Fees ban – the unintended consequences

The Tenant Fees Act came into effect in England on Saturday and there are already big question marks hanging over the new legislation. Both the government and the lettings industry want to make renting fair for tenants but agents are not convinced the new Act will work in the way that was intended.

What’s the impact?

Glynis Frew, the CEO of letting agent Hunters, said this week that good intentions could easily result in unintended consequences. We agree that a small number of rogue agents and landlords have charged what she describes as “mind-boggling” fees, but this isn’t representative of the industry as a whole. Instead of government opting to cap fees, they have been scrapped altogether. The likely results are rent increases, landlords leaving the sector in even greater numbers than they are already and letting agents shutting up shop – which as well as reducing consumer choice, also has a negative impact on our beleaguered high streets.

Our view is that the Act will mean agents looking closely at their all-inclusive management fees and having to pass on disbursements such as deposit registration costs to landlords. The industry will be looking to push extra products such as insurances, on which agents can take commissions to cover the shortfall in income. 

New fines for ‘prohibited’ payments

Local authorities, charged with enforcing the legislation, can fine landlords and agents up to £5,000 for levying a payment that is now prohibited (see yesterday’s blog at https://blog.planetrent.co.uk/tenant-fees-act-now-in-force/ for a list of allowable fees) and they can prosecute or impose a fine of up to £30,000 if an ‘offence’ under the Act has been committed. This is where a landlord or agent has been fined or convicted for a breach within the last five years and commits a further different breach.

Being a landlord has never been more precarious.  Reducing deposits from 6 weeks to 5 is no real protection against tenants not paying their last month’s rent and the Deposit Alternative products that are now springing up may offer landlords more protection but are of course optional, and cannot be forced on tenants.   Flexibility as to how tenants make payments is also diminishing as many landlords refuse to take rent or deposit payments by credit card as, understandably, they don’t want to pay the fees.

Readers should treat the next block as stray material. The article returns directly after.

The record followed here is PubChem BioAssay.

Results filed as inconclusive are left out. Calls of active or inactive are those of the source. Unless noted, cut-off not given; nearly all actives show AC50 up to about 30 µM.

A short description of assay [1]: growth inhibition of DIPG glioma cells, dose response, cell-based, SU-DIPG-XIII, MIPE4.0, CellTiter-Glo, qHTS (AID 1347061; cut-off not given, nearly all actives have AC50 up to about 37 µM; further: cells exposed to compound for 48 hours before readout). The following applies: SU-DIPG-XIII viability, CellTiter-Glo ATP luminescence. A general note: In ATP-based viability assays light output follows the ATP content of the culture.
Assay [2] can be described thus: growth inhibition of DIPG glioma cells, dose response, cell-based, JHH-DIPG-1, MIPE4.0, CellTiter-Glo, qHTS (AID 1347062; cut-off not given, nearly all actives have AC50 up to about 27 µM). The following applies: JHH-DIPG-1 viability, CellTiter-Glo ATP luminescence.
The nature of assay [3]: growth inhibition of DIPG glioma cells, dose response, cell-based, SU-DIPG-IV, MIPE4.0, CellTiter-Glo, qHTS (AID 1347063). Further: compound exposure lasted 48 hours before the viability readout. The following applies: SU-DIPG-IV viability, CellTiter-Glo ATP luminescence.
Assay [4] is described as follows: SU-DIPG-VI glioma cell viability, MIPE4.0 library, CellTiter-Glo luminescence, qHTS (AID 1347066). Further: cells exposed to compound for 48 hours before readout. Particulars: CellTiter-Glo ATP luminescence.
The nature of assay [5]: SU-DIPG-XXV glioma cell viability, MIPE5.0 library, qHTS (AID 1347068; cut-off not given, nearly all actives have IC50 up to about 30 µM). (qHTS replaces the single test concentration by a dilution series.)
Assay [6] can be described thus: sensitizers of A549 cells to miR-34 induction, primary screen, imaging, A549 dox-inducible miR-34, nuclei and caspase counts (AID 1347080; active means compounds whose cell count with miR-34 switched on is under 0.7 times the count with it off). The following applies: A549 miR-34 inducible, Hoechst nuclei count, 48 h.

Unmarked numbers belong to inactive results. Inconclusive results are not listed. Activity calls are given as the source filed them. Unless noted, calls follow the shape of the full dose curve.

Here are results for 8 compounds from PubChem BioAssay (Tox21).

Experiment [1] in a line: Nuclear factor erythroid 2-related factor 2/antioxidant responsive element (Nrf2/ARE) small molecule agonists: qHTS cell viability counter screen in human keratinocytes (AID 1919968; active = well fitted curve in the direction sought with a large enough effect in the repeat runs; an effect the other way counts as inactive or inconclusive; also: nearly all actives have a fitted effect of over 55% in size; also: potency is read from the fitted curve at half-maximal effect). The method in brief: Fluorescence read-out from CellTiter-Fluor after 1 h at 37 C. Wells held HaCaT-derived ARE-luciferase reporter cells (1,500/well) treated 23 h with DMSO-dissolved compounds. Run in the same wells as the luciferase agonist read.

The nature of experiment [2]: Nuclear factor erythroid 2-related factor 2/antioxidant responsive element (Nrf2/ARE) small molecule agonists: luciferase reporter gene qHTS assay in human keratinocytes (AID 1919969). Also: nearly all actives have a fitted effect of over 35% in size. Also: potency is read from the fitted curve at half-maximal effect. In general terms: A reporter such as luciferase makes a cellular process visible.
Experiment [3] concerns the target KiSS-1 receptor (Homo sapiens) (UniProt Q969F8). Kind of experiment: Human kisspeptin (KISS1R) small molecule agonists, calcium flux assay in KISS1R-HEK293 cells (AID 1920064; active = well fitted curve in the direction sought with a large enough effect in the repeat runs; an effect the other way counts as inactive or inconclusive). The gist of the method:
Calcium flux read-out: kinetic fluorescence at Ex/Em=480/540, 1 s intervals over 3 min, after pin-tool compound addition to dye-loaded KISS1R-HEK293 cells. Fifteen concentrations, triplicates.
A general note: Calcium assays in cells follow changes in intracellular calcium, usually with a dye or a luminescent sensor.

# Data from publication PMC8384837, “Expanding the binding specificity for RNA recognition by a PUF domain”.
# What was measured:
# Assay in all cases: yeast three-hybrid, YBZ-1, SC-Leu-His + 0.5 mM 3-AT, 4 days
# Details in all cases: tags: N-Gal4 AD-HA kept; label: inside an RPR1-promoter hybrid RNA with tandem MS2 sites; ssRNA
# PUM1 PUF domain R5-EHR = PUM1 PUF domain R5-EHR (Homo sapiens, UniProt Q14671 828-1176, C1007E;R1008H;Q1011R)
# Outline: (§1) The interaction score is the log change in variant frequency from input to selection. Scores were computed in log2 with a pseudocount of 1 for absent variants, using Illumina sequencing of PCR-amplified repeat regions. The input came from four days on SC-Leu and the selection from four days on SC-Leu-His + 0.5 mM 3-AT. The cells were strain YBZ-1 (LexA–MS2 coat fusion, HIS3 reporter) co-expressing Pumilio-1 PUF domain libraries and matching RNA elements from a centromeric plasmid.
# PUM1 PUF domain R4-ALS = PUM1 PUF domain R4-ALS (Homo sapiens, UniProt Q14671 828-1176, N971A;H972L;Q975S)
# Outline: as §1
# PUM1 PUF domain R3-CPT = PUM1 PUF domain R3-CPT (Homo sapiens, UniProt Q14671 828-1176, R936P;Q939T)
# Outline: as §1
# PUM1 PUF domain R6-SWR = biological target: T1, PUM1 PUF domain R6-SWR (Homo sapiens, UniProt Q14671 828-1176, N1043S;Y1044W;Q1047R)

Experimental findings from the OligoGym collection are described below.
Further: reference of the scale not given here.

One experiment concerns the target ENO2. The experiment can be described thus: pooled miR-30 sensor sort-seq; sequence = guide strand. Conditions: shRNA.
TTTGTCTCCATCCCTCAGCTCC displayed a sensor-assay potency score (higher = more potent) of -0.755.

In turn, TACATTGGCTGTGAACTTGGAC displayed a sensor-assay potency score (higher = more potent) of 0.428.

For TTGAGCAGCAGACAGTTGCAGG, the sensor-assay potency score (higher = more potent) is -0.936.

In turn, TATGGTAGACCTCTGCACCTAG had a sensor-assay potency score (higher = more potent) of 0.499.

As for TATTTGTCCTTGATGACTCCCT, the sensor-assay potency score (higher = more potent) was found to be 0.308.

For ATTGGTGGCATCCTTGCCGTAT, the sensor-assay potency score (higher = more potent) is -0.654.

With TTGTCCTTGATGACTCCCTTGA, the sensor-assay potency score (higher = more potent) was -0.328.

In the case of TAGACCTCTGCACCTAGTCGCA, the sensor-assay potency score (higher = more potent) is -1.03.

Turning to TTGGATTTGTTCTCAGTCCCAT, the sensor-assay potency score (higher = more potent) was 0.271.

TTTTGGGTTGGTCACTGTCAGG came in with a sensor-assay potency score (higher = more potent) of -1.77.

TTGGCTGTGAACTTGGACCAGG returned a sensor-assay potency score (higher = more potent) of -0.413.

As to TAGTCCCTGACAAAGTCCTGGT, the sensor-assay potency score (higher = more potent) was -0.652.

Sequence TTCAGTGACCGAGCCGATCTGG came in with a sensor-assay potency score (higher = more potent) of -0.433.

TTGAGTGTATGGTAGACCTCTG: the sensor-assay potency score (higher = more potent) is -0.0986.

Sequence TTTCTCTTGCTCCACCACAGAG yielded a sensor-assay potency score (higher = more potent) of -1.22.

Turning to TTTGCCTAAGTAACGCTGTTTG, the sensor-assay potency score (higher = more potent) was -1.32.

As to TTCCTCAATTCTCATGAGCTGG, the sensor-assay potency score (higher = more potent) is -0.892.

Future challenge

The challenge for agents will be to ensure they are providing an added-value service to landlords by having effective tenant referencing, contractual and deposit systems in place as well as ensuring compliance with the new Act.

Access all areas?

Most residential leases include a clause that allows landlords access to flats, if it is for one of the reasons laid down in the lease. Simple enough you might think. Well, not necessarily, as the recent case of New Crane Wharf Freehold Limited v Dovener shows. The question raised here is whether or not a leaseholder who does not give prior permission for the landlord to enter their flat for a legitimate reason, is in breach of their lease.

The terms of the lease in question allowed the landlord access as long as the flat owner was given at least 48 hours’ notice. However, when the landlord gave a time and date to inspect the flat, he heard nothing apart from an email from the leaseholder stating that he wasn’t happy about the landlord entering his property. A second letter was sent, including a new date for entry to the property. Again, there was no reply.

The landlord took the case to the First Tier Tribunal, arguing that the leaseholder’s failure to answer his letters was a breach of covenant. However the FTT disagreed and ruled against the landlord. The reason given was that the lease did not specify that the landlord could only gain access after gaining confirmation that the time and date given was acceptable.